The Weird Behaviour Of Book Lovers



Intestinal Parasites Volume Two – British Boundary Lines; 1066-1700 – A Guide To The Cumberland Pencil Museum – Greek Rural Postmen And Their Cancellation Numbers – The Pictorial Dictionary Of Barbed Wire

These are some of the volumes to be found in Arthur Bryant’s library; I mention a few titles in every book, and most of them are based on real volumes, slightly exaggerated. There’s a shop in Bloomsbury that has a window filled with such rare titles. But the other day I had the horrible realisation that my own library is not too far removed from Mr Bryant’s.

On the shelf I can see from my desk I have The History of Odeon Cinemas Vols 1 & 2, Victorian Mazes & Labyrinths, The Sewing Guide to English Farming Smocks, A Survivor’s Guide To Post-Apocalypse Movies, Masai Warrior Head-dresses and Heaven knows what else. This is the result of keeping a Living Library, ie. culling books you won’t be likely to reread or even read. I don’t have room to hoard books that I’ll never return to so the volumes that get to stay have to pay their rent by being interesting enough to cry out ‘Open me!’ on winter nights.

It applies to fiction, too. Do I really need The Year of the Angry Rabbit, a satire on Australian politics, or When The Kissing Had To Stop, which according to the cover ‘consigns 1984 to the nursery’? Many collections of stories overlap for all but one story – there’s no definitive collection of Ray Bradbury’s work, for example, whereas John Collier and JG Ballard now have proper archive editions. There are more definitive volumes of comics than there are of 20th century writers, so I can collect every Spirit story by Will Eisner, but not every tale from Dino Buzzati, one of my favourite authors.

And what is it about the collecting gene that says I have to own the whole output of one author anyway? I don’t even own a full set of my own work! Will anyone in the next generation behave as weirdly about books as we do? In the two volumes of Weird Things Customers Say In Bookshops by Jen Campbell there’s an overheard comment from a small child taken into a bookshop who looks around and says; ‘Mummy, have we gone back in time?’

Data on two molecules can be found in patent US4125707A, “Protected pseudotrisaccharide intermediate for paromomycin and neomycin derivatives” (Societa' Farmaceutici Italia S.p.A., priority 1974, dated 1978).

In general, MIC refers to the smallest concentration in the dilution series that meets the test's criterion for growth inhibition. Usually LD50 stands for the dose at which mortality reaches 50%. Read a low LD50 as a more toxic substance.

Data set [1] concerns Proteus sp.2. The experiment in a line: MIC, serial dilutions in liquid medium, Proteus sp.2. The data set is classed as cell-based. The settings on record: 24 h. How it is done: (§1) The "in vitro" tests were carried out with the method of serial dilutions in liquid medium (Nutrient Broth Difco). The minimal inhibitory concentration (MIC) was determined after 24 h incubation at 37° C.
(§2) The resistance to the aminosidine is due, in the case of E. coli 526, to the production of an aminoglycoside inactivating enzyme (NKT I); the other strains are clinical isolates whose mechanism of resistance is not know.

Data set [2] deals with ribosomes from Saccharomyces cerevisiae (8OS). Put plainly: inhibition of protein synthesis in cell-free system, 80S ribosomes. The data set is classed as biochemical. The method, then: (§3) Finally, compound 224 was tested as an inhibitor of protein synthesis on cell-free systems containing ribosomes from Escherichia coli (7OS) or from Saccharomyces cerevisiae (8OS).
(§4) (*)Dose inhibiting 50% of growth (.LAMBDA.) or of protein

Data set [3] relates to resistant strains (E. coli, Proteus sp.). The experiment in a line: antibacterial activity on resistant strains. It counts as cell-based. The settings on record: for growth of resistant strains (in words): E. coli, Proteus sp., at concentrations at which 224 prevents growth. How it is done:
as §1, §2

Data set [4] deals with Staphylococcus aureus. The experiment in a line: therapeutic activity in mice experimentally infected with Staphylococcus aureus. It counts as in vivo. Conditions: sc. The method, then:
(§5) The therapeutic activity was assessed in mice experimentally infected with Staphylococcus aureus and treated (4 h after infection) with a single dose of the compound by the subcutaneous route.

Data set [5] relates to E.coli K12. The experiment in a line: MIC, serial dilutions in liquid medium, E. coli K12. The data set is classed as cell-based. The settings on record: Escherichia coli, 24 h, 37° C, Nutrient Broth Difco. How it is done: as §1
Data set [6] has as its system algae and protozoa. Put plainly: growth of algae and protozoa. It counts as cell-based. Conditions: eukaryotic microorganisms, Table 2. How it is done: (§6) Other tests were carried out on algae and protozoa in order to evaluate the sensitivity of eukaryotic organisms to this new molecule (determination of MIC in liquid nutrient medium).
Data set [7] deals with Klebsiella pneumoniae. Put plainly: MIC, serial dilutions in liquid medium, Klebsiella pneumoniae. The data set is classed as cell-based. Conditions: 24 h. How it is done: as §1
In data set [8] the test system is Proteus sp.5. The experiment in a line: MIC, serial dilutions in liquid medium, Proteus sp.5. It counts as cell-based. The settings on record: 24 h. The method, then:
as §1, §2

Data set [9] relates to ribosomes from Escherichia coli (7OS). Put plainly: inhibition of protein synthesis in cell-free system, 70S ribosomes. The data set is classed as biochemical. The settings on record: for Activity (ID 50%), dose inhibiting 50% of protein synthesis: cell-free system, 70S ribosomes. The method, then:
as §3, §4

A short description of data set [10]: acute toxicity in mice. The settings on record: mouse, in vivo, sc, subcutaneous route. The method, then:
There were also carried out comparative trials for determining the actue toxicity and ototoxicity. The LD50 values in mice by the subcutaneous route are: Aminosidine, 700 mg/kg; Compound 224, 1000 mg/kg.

I’m no longer the fanatical collector I used to be, partly because I don’t have children and won’t be passing down my library to future generations, partly because I have become more selective about the books I read. One of the biggest problems I have now is getting interested in modern fiction at all, because I can’t find many writers whose works are as quirky and unusual as those I bought in my twenties. As a child I had to smuggle books into the house because my addiction far outstripped my pocket-money.

However, paperback fairs and musty old secondhand bookshops can set me off on a hunt for everything by own author that I can lay my hands on. And even though I take my Kindle everywhere, you can bet I still have a mass-market paperback hidden about my person just in case the battery should fail.

Having just finished a blog tour for the most recent Bryant & May, I started drawing up a list of all-time favourite novels to answer my most-asked question. When I reach a definitive list I’ll share it with you!

All strange book behaviour stories will be treated in confidence (ie. posted here).


7 comments on “The Weird Behaviour Of Book Lovers”

  1. Peter Arcane says:

    If you haven’t checked out I think you might enjoy….

    “Scarfolk is a town in North West England that did not progress beyond 1979. Instead, the entire decade of the 1970s loops ad infinitum.”

  2. Wayne Mook says:

    I have a book on the history of Manchester Consuls, just across the room from an old book on origami and train disasters. I need to prune more,


  3. Vivienne says:

    I recently resisted buying The Incomplete History of the Funerary Violin, but it still feels that there’s a void on my shelves.

  4. Helen Martin says:

    Don’t worry, Vivienne, the ideal volume for that space will reveal itself soon, no doubt. This item is encouraging me to at least think about pruning, if only to get rid of the piles on the floor. I read fluffy mysteries, but give them away immediately. There are friends who do the same so there are more books purchased than there would otherwise be. I have recently reconnected with a friend who enjoys lending/sharing/recommending what she’s enjoyed. This is another aspect of the book addiction.

  5. Trace Turner says:

    I’m almost fifty and still sneak books into the house…

  6. Linda says:

    Yes, I am guilty of collecting entire works of a single author. I am guilty of the piles on the floor that seep slowly under the bed. I am guilty of looking up some of Bryant’s titles on Amazon to see if I can purchase them. I am guilty of carrying a book with me everywhere as a security/comfort device. I am not interested in a twelve step program. I suppose it could be worse . . .
    Greatly looking forward to reading The Burning Man.

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